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Posts Tagged ‘librarian

“You can’t just eat good food. You’ve got to talk about it too”*…




In the long timeline of human civilization, here’s roughly how things shook out: First, there was fire, water, ice, and salt. Then we started cooking up and chowing down on oysters, scallops, horsemeat, mushrooms, insects, and frogs, in that general chronological order. Fatty almonds and sweet cherries found their way into our diet before walnuts and apples did, but it would be a couple thousand years until we figured out how to make ice cream or a truly good apple pie. Challah (first century), hot dogs (15th century), Fig Newtons (1891), and Meyer lemons (1908) landed in our kitchens long before Red Bull (1984), but they all arrived late to the marshmallow party — we’d been eating one version or another of those fluffy guys since 2000 B.C.

This is, more or less, the history of human eating habits for 20,000 years, and right now, you can find it all cataloged on the Food Timeline, an archival trove of food history hiding in plain sight on a website so lo-fi you’d be forgiven for thinking it was a GeoCities fanpage. When you look past the Times Roman font and taupe background, the Food Timeline happens to be the single most comprehensive inventory of food knowledge on the internet, with thousands upon thousands of pages of primary sources, cross-checked research, and obsessively detailed food history presented in chronological order. Every entry on the Food Timeline, which begins with “water” in pre-17,000 B.C. and ends with “test tube burgers” in 2013, is sourced from “old cook books, newspapers, magazines, National Historic Parks, government agencies, universities, cultural organizations, culinary historians, and company/restaurant web sites.” There is history, context, and commentary on everything from Taylor pork roll to Scottish tablet to “cowboy cooking.”…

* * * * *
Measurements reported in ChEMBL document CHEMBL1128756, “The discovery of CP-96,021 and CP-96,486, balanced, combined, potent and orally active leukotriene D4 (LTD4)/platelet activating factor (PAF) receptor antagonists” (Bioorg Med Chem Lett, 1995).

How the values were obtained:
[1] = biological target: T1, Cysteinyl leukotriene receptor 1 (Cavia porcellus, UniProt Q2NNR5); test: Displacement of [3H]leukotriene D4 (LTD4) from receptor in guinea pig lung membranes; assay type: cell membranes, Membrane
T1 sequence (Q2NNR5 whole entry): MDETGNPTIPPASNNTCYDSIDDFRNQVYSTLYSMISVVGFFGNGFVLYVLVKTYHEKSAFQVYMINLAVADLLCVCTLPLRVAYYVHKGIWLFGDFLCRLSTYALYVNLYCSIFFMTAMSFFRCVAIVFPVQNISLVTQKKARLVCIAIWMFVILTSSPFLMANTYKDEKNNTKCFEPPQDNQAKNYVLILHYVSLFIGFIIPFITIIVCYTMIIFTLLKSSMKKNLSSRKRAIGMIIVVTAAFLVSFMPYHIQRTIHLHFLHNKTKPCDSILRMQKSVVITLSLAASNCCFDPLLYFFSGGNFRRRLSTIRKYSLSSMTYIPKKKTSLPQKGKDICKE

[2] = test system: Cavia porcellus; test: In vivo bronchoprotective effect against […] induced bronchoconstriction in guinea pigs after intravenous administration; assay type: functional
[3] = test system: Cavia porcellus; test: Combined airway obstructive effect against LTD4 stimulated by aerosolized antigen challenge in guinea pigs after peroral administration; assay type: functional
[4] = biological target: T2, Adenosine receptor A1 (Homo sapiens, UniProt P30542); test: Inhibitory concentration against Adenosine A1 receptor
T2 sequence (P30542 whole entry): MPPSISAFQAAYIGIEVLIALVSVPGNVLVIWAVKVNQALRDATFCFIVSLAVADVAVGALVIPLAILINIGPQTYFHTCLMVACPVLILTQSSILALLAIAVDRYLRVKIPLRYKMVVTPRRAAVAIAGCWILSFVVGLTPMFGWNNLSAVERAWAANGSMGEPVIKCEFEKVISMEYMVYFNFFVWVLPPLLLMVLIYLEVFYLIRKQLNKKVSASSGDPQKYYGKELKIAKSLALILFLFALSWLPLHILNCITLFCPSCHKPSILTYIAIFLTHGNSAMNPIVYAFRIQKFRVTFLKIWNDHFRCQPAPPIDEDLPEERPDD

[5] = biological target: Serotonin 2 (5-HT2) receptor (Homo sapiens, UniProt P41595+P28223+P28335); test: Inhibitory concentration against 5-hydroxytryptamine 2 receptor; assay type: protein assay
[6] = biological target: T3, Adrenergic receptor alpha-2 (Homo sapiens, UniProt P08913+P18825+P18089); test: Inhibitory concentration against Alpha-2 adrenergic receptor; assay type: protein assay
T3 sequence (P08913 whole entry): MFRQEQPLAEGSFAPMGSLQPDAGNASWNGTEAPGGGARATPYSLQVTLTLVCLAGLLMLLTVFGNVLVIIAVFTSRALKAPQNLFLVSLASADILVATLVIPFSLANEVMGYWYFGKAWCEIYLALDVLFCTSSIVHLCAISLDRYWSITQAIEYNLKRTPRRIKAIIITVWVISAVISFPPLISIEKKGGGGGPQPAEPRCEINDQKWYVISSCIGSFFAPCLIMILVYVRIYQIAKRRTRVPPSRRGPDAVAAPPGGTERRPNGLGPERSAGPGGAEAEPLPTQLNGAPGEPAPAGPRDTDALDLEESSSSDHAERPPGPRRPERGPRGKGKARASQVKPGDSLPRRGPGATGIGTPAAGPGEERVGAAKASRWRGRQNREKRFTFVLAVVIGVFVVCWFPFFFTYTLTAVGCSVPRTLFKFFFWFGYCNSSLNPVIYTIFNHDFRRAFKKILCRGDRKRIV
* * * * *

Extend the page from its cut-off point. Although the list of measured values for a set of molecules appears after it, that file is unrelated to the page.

The Food Timeline, in all its comprehensive splendor, was the work of an obsessed person: a New Jersey reference librarian named Lynne Olver. Olver launched the site in 1999, two years before Wikipedia debuted, and maintained it, with little additional help, for more than 15 years. By 2014, it had reached 35 million readers and Olver had personally answered 25,000 questions from fans who were writing history papers or wondering about the origins of family recipes. Olver populated the pages with well-researched answers to these questions, making a resource so thorough that a full scroll to the bottom of the Food Timeline takes several labored seconds….

The entry for soup alone spans more than 70,000 words (The Great Gatsby doesn’t break 50,000), with excerpts from sources like Maguelonne Toussaint-Samat’s A History of Food, John Ayto’s An A-Z of Food and Drink, and D. Eleanor Scully and Terence Scully’s Early French Cookery….

For nearly two decades, Olver’s work was everyone else’s gain. In April of 2015, she passed away after a seven-month struggle with leukemia, a tragedy acknowledged briefly at the bottom of the site. “The Food Timeline was created and maintained solely by Lynne Olver (1958-2015, her obituary), reference librarian with a passion for food history.”

In the wake of Olver’s death, no one has come forward to take over her complex project, leaving a void in the internet that has yet to be filled — and worse, her noble contribution to a world lacking in accurate information and teeming with fake news is now in danger of being lost forever…

The internet’s most comprehensive archive of food history — a passion project of one dedicated librarian — predates Wikipedia. Now, it needs a new custodian: “Who Will Save the Food Timeline?

* Kurt Vonnegut, Jailbird


As we contemplate comestibles, we might recall that it was on this date in 1904 (as the Library of Congress notes) that the first ice cream cone was served.